"Following one of the warmest winters on record, feeders realise their early estimates are way too high.

"If the USDA drops soymeal, corn and wheat feedings, traders could see an increase across the board in old crop stocks."

Sell-off overdone?

As an extra incentive to sell corn, weekly USexport sales data for the grain were dire, at 157,000 tonnes, old crop and new, below estimates of 650,000-800,000 tonnes and the lowest figure since 2004.

OK, the USDA also unveiled corn sales of 120,000 tonnes to China, and a further 120,000 tonnes to "unknown destinations", presumed to be China too, confirming reports of deals.

But corn has a history of rising on the rumour, and selling on the fact, of these deals anyway.

There were plenty of ideas that corn had sold off too far, nonetheless.

"There are legitimate thoughts that the break in corn prices has built in a lot of bearish ideas regarding the stocks number and acreage number that has been surfacing in the last two weeks," Darrell Holaday at Country Futures said.

"It will take a corn stocks number at 6.5bn bushels and acreage number of 95m to prompt a bearish response. And that may be short lived."

But that is an issue for Friday.

EU vs US

Wheat also faced pressure from poor weekly US export sales, of 403,100 tonnes, below estimates of 500,000-750,000 tonnes.

It is also balancing off improved ideas over the US crop against drought threatening Europe's.

"Ideas surrounding the US hard red winter wheat crop just continue to get better with condition reports improving continuously," Mr Holaday said.

European contracts continued to take a little more notice of local conditions, seeing Paris wheat for May close down a more modest 1.9% at E207.25 a tonne, and London wheat for May shed 1.0% to £171.00 a tonne.

"European Union wheat prices are well out against US/South American origins but, with French and UK balance sheets looking finely balanced, this currently is of little concern," Gleadell said.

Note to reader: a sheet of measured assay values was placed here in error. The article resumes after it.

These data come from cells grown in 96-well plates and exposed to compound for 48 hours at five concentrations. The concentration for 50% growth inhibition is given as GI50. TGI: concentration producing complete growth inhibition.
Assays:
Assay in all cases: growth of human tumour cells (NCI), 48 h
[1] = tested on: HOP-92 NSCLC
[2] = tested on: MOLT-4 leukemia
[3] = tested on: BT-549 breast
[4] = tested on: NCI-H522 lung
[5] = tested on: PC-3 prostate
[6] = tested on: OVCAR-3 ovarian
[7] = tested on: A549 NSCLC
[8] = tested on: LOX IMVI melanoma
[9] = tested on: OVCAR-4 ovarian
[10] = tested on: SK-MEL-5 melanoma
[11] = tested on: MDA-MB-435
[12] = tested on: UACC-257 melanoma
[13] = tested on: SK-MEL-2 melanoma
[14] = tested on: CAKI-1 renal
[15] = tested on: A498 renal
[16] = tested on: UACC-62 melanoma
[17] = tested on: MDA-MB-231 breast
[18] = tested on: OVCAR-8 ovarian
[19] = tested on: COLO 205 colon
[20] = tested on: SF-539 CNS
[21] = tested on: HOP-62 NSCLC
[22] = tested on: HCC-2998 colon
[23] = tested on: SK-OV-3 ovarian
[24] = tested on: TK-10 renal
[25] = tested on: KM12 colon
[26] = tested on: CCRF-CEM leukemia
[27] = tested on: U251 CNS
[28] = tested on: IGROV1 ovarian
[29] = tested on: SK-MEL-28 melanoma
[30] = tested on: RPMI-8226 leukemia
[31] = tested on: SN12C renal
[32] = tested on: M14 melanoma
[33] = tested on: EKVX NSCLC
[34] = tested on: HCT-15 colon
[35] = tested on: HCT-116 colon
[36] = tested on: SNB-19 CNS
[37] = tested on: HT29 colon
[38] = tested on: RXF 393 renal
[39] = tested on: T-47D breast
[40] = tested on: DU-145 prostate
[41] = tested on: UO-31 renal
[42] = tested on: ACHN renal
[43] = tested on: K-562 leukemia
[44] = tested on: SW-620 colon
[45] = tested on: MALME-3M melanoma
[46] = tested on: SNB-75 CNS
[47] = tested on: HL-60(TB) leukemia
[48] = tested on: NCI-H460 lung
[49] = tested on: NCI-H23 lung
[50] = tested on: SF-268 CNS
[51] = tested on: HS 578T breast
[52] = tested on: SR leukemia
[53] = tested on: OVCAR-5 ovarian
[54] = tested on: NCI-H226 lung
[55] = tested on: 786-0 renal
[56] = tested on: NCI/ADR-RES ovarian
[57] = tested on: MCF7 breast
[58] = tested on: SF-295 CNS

The non-competitiveness of European wheat was highlighted on Wednesday by an Egyptian tender which showed French grain offered at $300 a tonne, more than $40 above the cheapest Argentine lot.

Another Argentine downgrade

Soybeans enjoyed better export sales, of 592,000 tonnes, within the range of market estimates, besides a reasonably downbeat report on Paraguay's prospects from USDA attaches in South America.

In Argentina, the Buenos Aires Grain Exchange cut its estimate for the domestic soybean crop by 1.2m tonnes to 45m tonnes, citing losses in the north of the country.

"Despite consistent rain forecasts in Chaco, the showers necessary to interrupt the drought never arrived," the exchange said.

And as an extra help, USDA daily export data showed China buying 120,000 tonnes of US soybeans too.

'Panic selling'

Back in New York, the selling gave comfort to investors who have built up short positions in many soft commodities, and indeed encouraged more selling.

Arabica

coffee

for May fell 2.1% to 176.45 cents a pound, a fresh 17-month closing low for a spot contract.

"Most funds remain bearish due to 2012 being the year of the Brazilian 'on' cycle," harvest," Kona Haque at Macqaurie said, (if adding that "most trade houses we talk to are more bullish").

"The sharp drop in prices over the past month has led to panic selling from origin."

New York

cocoa

for May sank 3.1% to $2,223 a tonne, undermined by data showing the amount of cocoa stored at exchange warehouses hitting 5.3m bags, its highest for nearly five years.

By Agrimoney.com